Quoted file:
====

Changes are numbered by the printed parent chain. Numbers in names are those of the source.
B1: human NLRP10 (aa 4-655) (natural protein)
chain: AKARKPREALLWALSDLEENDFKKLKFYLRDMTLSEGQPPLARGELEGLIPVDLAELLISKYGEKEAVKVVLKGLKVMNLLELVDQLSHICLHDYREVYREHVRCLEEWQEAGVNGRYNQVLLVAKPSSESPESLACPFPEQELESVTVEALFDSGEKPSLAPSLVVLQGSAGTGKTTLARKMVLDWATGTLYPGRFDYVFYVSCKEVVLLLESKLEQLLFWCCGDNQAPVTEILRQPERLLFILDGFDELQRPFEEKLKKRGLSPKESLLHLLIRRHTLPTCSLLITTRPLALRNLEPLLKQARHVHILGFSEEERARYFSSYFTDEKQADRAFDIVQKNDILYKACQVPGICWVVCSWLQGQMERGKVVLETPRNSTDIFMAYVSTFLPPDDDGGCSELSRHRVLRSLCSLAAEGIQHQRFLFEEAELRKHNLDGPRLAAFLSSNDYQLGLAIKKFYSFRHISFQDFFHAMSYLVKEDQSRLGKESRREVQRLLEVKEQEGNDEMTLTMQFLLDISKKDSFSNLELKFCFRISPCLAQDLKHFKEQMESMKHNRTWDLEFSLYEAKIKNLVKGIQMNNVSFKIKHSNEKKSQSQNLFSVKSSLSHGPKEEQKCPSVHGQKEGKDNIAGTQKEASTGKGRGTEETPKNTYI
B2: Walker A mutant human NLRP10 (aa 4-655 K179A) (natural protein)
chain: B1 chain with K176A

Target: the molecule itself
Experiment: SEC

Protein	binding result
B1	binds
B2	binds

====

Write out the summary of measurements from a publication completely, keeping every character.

Changes are numbered by the printed parent chain. Numbers in names are those of the source.
B1: human NLRP10 (aa 4-655) (natural protein)
chain: AKARKPREALLWALSDLEENDFKKLKFYLRDMTLSEGQPPLARGELEGLIPVDLAELLISKYGEKEAVKVVLKGLKVMNLLELVDQLSHICLHDYREVYREHVRCLEEWQEAGVNGRYNQVLLVAKPSSESPESLACPFPEQELESVTVEALFDSGEKPSLAPSLVVLQGSAGTGKTTLARKMVLDWATGTLYPGRFDYVFYVSCKEVVLLLESKLEQLLFWCCGDNQAPVTEILRQPERLLFILDGFDELQRPFEEKLKKRGLSPKESLLHLLIRRHTLPTCSLLITTRPLALRNLEPLLKQARHVHILGFSEEERARYFSSYFTDEKQADRAFDIVQKNDILYKACQVPGICWVVCSWLQGQMERGKVVLETPRNSTDIFMAYVSTFLPPDDDGGCSELSRHRVLRSLCSLAAEGIQHQRFLFEEAELRKHNLDGPRLAAFLSSNDYQLGLAIKKFYSFRHISFQDFFHAMSYLVKEDQSRLGKESRREVQRLLEVKEQEGNDEMTLTMQFLLDISKKDSFSNLELKFCFRISPCLAQDLKHFKEQMESMKHNRTWDLEFSLYEAKIKNLVKGIQMNNVSFKIKHSNEKKSQSQNLFSVKSSLSHGPKEEQKCPSVHGQKEGKDNIAGTQKEASTGKGRGTEETPKNTYI
B2: Walker A mutant human NLRP10 (aa 4-655 K179A) (natural protein)
chain: B1 chain with K176A

Target: the molecule itself
Experiment: SEC

Protein	binding result
B1	binds
B2	binds